Admittedly, it’s not quite as simple for all businesses to find their WHO. Some things to consider when you’re trying to identify who might be a good WHO for your business are:
What demographic are you trying to reach and are they aligned with that. If your demographic is 23-year-old college students, then you probably don’t want to ask your Nana to share social messages for you because the likelihood of her being connected to 23-year-old college students is very small. Similarly, if you’re targeting people in Seattle, you wouldn’t ask someone in Florida to be your WHO.
Would your posts make for engaging content for them? Is this something that would be interesting and/or relevant for them to share? For example, if you have a crafting business a likely advocate for you may very well be your Nana as maybe that’s a hobby that she has and shares with her friends.
How strong is their “WHY”? You need to consider if they have a motivation to re-share your messages. Many people are not comfortable re-sharing messages on their social media. Therefore you need to make sure they have a very strong WHY before you ask for their advocacy. Nana will do it because she loves you and is proud of you. People who donate to a charity would want to raise awareness.
People DO NOT have to share to their personal profile. They can share to business pages and groups too. So, the idea of engaging content can be very broad.
Some typical WHO’s include:
Friends and Family
Association Members - networking groups, women in business, girl scouts, etc.
Strategic Partners – People with whom you refer business back and forth but are not in competition with
Supporters – charities, fundraisers, etc.
Fans – in the case of musicians, sports figures, etc.
Your WHO wants to support you for their unique reasons, but it is VERY important to not overuse their good will. What does that mean?
One of two things:
Either set their expectations up front that though they may receive 2-3 social posts to their phone a week you in no way expect them to re-share everything. They can choose what makes sense to them and use discretion. If you’re doing your social media correctly, the odds are they will find something engaging and want to re-share.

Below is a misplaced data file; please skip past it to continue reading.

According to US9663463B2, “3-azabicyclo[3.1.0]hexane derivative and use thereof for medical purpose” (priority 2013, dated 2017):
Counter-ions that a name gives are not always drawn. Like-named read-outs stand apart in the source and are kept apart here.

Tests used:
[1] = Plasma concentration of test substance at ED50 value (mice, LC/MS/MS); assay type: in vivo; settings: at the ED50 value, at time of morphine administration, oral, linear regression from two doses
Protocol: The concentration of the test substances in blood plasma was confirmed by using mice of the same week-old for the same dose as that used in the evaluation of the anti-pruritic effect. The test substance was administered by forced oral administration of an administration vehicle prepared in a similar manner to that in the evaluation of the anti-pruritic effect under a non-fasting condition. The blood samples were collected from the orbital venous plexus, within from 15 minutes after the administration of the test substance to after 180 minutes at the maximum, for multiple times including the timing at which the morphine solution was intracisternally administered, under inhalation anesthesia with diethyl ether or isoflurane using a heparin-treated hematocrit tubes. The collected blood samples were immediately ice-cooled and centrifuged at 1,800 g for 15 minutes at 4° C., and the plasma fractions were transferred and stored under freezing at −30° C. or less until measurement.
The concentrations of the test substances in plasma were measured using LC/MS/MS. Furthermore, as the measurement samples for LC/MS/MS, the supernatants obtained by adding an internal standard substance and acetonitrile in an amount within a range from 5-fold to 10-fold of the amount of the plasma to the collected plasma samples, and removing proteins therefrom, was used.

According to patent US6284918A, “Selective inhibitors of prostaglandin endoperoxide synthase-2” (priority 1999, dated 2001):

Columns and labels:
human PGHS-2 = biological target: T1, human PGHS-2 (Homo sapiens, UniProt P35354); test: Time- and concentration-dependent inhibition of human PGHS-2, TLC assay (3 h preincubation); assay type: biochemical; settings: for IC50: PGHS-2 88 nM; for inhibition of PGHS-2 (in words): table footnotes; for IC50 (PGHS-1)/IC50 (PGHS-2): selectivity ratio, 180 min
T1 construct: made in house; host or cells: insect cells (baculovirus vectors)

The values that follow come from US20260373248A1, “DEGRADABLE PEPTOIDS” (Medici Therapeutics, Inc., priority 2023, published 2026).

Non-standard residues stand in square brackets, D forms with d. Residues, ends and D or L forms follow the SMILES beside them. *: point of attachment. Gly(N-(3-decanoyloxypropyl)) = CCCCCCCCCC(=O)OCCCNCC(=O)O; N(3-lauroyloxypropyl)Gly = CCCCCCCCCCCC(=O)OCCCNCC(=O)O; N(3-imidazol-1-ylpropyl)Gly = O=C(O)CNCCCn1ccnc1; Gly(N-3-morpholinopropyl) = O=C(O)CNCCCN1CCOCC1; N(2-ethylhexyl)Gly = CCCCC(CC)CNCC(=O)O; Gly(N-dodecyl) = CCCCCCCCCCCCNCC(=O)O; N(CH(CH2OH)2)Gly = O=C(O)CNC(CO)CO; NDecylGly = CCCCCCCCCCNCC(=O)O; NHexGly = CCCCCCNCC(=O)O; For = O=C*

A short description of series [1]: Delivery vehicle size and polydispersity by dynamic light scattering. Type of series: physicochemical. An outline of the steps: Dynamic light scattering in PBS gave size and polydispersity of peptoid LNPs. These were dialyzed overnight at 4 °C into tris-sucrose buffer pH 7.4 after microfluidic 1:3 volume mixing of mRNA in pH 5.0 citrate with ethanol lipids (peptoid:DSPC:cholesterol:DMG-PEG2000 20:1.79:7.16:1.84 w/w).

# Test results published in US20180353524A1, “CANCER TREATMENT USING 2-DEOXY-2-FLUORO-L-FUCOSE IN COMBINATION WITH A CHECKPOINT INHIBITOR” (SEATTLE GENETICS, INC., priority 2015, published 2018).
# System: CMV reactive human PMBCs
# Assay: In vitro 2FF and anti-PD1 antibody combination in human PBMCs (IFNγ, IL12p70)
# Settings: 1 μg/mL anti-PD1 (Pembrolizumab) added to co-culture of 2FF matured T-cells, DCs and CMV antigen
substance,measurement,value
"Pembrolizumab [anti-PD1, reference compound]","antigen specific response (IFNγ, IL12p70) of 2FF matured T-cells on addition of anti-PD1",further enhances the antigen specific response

Be very selective about whom you ask to share which posts. A couple of examples include:
You may have different categories of advocates. Like, I have a client that runs a business support company that provides bookkeeping, HR, recruiting, etc. They create posts that are specific to their different verticals, and they have advocates that are aligned with each vertical. Now it would not make sense to ask an advocate on the HR side to share a bookkeeping post and vice versa. Stay true to your demographic.
The same is true in the case of a client that has multiple markets around the nation, with advocates in each market. When he or she creates a post, some are relevant nationally while others are only relevant to the specific market and/or region they are in.
One more example is a health insurance broker that I work with. Some of the plans they use and promote over social media are intended for young single healthy people. Whereas some are more about the critical illness plans targeted at the older generations. Now he would not ask the same advocate community to share each. He would be selective about whom he chooses to re-share so that the message was relevant and valuable to the demographic they are connected to.
The moral of the story?
Make sure whomever you're asking to share your messages is relevant to the topic, location, demographic, etc. at hand. Choosing the wrong advocates will cause the whole initiative to fall short. If you’ve ever boosted a post on Facebook, it’s really the same exercise. Facebook asks you to pick and age and a location and interested, etc. You are performing the same exercise with the people in your sphere of influence. Go ahead and take out a piece of paper and write down all the people you think are your WHO’s then categorize them because each category may have a different WHY.
Next week we’ll learn more about how to give your WHO a strong WHY!